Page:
Keith M. Huber wanted to hear questions, concerns and constructive dialogue related to the MTSU student veterans and life for them on campus.
As Huber, the new senior adviser for veterans and leadership initiatives, and University Provost Brad Bartel listened, nearly 20 student veterans responded.
The one-hour, 15-minute conversation marked the first day of the two-day military-type “roll call” meeting, held in Cantrell Hall of the Tom H. Jackson Building. Huber wanted to meet the student veterans and begin to assess their needs.
Day 2 of the roll call sessions will be held from 11:20 a.m. to 12:45 p.m. Tuesday, March 3, also in Cantrell Hall. All student veterans and their family members are welcome to attend. To find the building location, a printable campus map is available at http://tinyurl.com/MTSUParking14-15.
Huber is hopeful word will spread and many more of the estimated 1,000 student veterans on campus, including their dependents, will bring their questions and concerns.
“What I need to hear from you are your experiences at MTSU,” Huber told the group. “… I’m here for you. This university cares about you.”
The three-star general, who retired as a lieutenant general in the U.S. Army after a 38-year career, said he had Ray Howell, coordinator in the MTSU Veterans Affairs office, send a nine-question survey to nearly 1,000 student veterans.
As of Monday’s roll call, almost 100 had responded and more responses are expected.
“Every veteran you come across, carry that message — ‘MTSU cares about you’ — to them,” Huber said. “I want them to share with me what concerns they have.”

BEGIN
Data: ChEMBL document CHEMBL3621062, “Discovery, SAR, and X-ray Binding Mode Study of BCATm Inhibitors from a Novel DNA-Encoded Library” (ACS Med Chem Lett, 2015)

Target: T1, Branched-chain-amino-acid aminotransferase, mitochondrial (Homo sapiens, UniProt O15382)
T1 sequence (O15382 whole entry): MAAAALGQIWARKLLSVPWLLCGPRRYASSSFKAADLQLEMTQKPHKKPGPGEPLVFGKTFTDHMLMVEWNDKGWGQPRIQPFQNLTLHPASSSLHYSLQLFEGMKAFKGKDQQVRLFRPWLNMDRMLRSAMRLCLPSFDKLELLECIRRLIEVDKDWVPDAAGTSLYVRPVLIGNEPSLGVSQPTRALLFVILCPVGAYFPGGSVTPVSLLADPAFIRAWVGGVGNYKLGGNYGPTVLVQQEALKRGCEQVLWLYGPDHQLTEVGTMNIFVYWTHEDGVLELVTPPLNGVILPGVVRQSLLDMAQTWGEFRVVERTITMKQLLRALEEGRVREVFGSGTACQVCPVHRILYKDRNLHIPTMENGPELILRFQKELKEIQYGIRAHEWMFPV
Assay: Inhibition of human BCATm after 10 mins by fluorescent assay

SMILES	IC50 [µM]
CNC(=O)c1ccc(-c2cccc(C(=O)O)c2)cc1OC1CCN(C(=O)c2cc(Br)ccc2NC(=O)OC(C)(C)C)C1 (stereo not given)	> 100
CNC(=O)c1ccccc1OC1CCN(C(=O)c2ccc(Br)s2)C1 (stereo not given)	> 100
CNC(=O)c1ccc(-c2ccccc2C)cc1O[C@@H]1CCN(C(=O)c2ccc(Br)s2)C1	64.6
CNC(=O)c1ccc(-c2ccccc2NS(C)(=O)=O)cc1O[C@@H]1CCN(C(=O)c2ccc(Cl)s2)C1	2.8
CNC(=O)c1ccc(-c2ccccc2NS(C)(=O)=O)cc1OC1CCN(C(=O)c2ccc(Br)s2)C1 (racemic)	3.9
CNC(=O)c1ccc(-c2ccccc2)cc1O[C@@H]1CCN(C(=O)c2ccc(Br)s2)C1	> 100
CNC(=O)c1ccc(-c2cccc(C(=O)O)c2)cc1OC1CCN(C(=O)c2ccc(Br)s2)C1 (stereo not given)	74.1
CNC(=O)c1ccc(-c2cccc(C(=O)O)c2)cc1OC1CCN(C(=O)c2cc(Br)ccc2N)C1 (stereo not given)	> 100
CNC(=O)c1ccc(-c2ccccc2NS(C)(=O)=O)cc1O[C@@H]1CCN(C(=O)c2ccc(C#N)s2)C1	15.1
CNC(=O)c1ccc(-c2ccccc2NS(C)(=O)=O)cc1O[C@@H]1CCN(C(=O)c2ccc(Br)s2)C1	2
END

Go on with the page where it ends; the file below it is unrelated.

MTSU junior accounting major Christopher Jeffery of Nashville said he would like to see a building like Tom Jackson, which is adjacent to the Veterans Memorial, “become dedicated space.”
“Part of my task is to improve the Veterans Center,” Huber said. He and Bartel explained how “we’ve got to get a better facility” while praising the efforts of Howell, who handles the veterans’ paperwork, and Heather Conrad, who directs the VetSuccess on Campus program. Both Howell and Conrad manage with small office space in Keathley University Center.
“I agree with the statement about space on campus,” Bartel said, noting he has the same concern for graduate and international students.
Graduate student Ryan DeBooy, 29, who is studying information systems while the Army pays for his education, requested Huber and the university do something to improve streamlining forms and student access to Huber.
Freshman plant and soil science major Crystal Richardson, 28, of Fayetteville, Tennessee, said it was “not only good to meet him (Huber), but also to get to meet other veterans who are here. I’m still trying to learn what’s available.
Huber first told the group he wasn’t on Twitter of Facebook and doesn’t send text messages. However, he later told them he “is receptive to change my personal habits. … I will change if that’s the way I need to communicate with veterans.”
He told them he could be reached by email at Keith.Huber@mtsu.edu and available in person in Room 111 in Cope Administration Building.
The group learned from Bartel that university President Sidney A. McPhee has approved a software package for text-messaging bursts specifically for veterans.
Huber and Hilary Miller, a member of the university’s Veterans and Military Affairs Committee, plan to visit Arizona State University and its Pat Tillman Veterans Center in several weeks.
— Randy Weiler (Randy.Weiler@mtsu.edu)